फूलों की घाटी राष्ट्रीय उद्यान

( Valley of Flowers National Park )

Valley of Flowers National Park is an Indian national park which was established in 1982. It is located in Chamoli in the state of Uttarakhand and is known for its meadows of endemic alpine flowers and the variety of flora. This richly diverse area is also home to rare and endangered animals, including the Asiatic black bear, snow leopard, musk deer, brown bear, red fox and blue sheep. Birds found in the park include Himalayan monal pheasant and other high altitude birds.

At 3352 to 3658 meters above sea level, the gentle landscape of the Valley of Flowers National Park complements the rugged mountain wilderness of Nanda Devi National Park to the east. Together, they encompass a unique transition zone between the mountain ranges of the Zanskar and Great Himalayas. The park stretches over an expanse of 87.50 km2 and it is about 8 km long and 2 km wide. The park lies completely in the temperate alpine zone. Both parks are encompas...Read more

Valley of Flowers National Park is an Indian national park which was established in 1982. It is located in Chamoli in the state of Uttarakhand and is known for its meadows of endemic alpine flowers and the variety of flora. This richly diverse area is also home to rare and endangered animals, including the Asiatic black bear, snow leopard, musk deer, brown bear, red fox and blue sheep. Birds found in the park include Himalayan monal pheasant and other high altitude birds.

At 3352 to 3658 meters above sea level, the gentle landscape of the Valley of Flowers National Park complements the rugged mountain wilderness of Nanda Devi National Park to the east. Together, they encompass a unique transition zone between the mountain ranges of the Zanskar and Great Himalayas. The park stretches over an expanse of 87.50 km2 and it is about 8 km long and 2 km wide. The park lies completely in the temperate alpine zone. Both parks are encompassed in the Nanda Devi Biosphere Reserve (223,674 ha) which is further surrounded by a buffer zone (5,148.57 km2). Nanda Devi National Park Reserve is in the UNESCO World Network of Biosphere Reserves.

The park is open only during summer from June to October and it is covered by heavy snow for the rest of the year.

 Lady Joan Margaret Legge's memorial grave.Documented explorers

The place was little known to the outside world due to its inaccessibility. In 1931, Frank S. Smythe, Eric Shipton and R. L. Holdsworth, all British mountaineers, lost their way while returning from a successful expedition to Mt.Kamet and happened upon the valley, which was full of flowers. They were attracted to the beauty of the area and named it the "Valley of Flowers." Frank Smythe later authored a book of the same name.[1]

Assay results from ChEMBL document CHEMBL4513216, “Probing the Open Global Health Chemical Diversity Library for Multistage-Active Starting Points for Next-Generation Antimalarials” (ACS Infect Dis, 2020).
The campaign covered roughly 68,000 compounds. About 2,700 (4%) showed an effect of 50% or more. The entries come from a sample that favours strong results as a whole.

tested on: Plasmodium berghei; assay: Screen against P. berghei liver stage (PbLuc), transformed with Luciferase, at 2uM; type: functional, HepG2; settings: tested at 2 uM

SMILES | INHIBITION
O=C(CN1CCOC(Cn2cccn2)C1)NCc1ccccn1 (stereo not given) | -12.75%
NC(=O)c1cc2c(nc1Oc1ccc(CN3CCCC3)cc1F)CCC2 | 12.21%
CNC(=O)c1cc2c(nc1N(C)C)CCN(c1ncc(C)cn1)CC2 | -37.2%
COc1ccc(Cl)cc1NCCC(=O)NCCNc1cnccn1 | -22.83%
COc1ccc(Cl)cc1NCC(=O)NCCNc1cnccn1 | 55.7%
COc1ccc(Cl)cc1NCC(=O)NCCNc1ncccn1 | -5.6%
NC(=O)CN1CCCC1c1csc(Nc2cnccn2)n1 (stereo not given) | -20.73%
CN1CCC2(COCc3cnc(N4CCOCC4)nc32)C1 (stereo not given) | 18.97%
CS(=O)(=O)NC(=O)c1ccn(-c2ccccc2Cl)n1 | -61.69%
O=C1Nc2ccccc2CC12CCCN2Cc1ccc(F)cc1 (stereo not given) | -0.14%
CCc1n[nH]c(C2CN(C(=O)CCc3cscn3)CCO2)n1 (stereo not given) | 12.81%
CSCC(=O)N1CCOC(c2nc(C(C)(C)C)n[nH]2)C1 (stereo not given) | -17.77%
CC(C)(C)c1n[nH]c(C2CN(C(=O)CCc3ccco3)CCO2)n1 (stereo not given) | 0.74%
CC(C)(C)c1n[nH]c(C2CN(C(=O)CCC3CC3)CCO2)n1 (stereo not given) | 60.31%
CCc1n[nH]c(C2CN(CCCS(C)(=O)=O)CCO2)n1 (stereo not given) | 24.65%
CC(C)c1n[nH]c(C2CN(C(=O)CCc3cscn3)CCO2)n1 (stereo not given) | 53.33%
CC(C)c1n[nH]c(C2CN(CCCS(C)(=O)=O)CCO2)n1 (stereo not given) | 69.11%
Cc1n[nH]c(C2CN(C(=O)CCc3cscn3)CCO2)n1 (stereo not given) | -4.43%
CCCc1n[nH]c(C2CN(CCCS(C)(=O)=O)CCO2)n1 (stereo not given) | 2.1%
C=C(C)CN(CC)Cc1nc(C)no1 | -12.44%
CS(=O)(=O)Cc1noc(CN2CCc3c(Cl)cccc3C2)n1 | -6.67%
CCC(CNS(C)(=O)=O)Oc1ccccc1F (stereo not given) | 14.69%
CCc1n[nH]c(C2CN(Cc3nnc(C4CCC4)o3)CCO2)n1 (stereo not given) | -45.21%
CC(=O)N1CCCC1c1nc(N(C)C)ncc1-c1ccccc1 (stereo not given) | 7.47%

In 1939, Lady Joan Margaret Legge, (21 February 1885 – 4 July 1939) a botanist deputed by the Royal Botanic Gardens, Kew,[2] arrived at the valley to study flowers and while traversing some rocky slopes to collect flowers, she slipped off and died.[3] Her sister later visited the valley and erected a memorial near the spot.[4]

Prof. Chandra Prakash Kala, a botanist deputed by the Wildlife Institute of India, carried out a research study on the floristics and conservation of the valley for a decade, beginning in 1993.[5] He made an inventory of 520 alpine plants exclusively growing in this national park and authored two important books – "The Valley of Flowers – Myth and Reality" and "Ecology and Conservation of the Valley of Flowers National Park, Garhwal Himalaya.[5][6]

Timeline

1862: The Pushpawati River Valley was discovered by Col. Edmund Smyth;

1931: The valley visited by the climber Frank S. Smythe who wrote a book publicising the "Valley of Flowers";

1934: The upper Nanda Devi Sanctuary was reached and described by mountaineers Eric Shipton & Bill Tilman;

1936: Mountaineers Bill Tilman & Noel Odell climbed Nanda Devi;

1939: The basin established as the Nanda Devi Game Sanctuary by Government Order 1493/XIV- 28 of 7/01;

1962: Border disputes closed the area to traffic, altering the local economy;

1974–82: The sanctuary was opened to mountaineering, but the ensuing degradation led to its closure to all users;

1980: The park was established as Sanjay Gandhi National Park by Notification 3912/ XIV 3-35-80; grazing and mountaineering stopped;

1980: The Valley of Flowers was declared a national park by Government Order 4278/XIV-3-66-80 under the provisions of the Wildlife Protection Act of 1972, for the conservation of its flora;

1982: The park was renamed Nanda Devi National Park;

1988: The Nanda Devi National Biosphere Reserve established (223,674 ha) with the national park as core zone (62,462 ha) and a 514,857 ha buffer area surrounding both sites; restrictions were imposed on the rights of nearby villagers. Inscribed as a UNESCO World Heritage site;[7]

2000: The Biosphere Reserve extended by the government to 586,069 ha and the Valley of Flowers National Park was added as the second core zone (62,462 ha+ 8,750 ha, totalling core areas of 71,212 ha);

2004: The two core zones and buffer zone designated a UNESCO MAB reserve.

^ Colonel Frank Smythe – Francis Sydney Smythe Archived 30 May 2013 at the Wayback Machine, 1900–1949 ^ Richard W. Butler; Douglas G. Pearce, eds. (1999). Tourism Development. London: Routledge. p. 205. ISBN 9780203380307. ^ "Valley of Flowers". sikhnet.com. Retrieved 5 June 2013. ^ Cite error: The named reference valley1 was invoked but never defined (see the help page). ^ a b Chandra Prakash Kala. "How Valley of Flowers got World Heritage Site tag". Down to Earth. Retrieved 17 October 2012. ^ Chandra Prakash Kala. "Paradise under fire". Down to Earth. Retrieved 15 June 2002. ^ Centre, UNESCO World Heritage. "Nanda Devi and Valley of Flowers National Parks". UNESCO World Heritage Centre. Retrieved 7 April 2022.
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